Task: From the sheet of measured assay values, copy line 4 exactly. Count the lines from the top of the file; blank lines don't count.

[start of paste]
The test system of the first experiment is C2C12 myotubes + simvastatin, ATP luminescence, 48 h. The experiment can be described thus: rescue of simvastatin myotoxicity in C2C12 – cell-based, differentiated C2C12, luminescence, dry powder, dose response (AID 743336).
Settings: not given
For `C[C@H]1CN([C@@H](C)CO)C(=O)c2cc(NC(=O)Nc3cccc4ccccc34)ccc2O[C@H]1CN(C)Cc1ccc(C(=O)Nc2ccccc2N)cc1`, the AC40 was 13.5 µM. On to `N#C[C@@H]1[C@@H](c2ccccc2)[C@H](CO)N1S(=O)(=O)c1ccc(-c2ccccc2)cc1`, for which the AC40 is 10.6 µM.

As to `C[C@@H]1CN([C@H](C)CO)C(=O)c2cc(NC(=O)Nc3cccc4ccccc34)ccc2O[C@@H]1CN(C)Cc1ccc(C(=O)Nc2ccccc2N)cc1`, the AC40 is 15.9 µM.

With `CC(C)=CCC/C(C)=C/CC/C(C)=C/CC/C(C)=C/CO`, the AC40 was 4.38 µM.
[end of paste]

As to `C[C@@H]1CN([C@H](C)CO)C(=O)c2cc(NC(=O)Nc3cccc4ccccc34)ccc2O[C@@H]1CN(C)Cc1ccc(C(=O)Nc2ccccc2N)cc1`, the AC40 is 15.9 µM.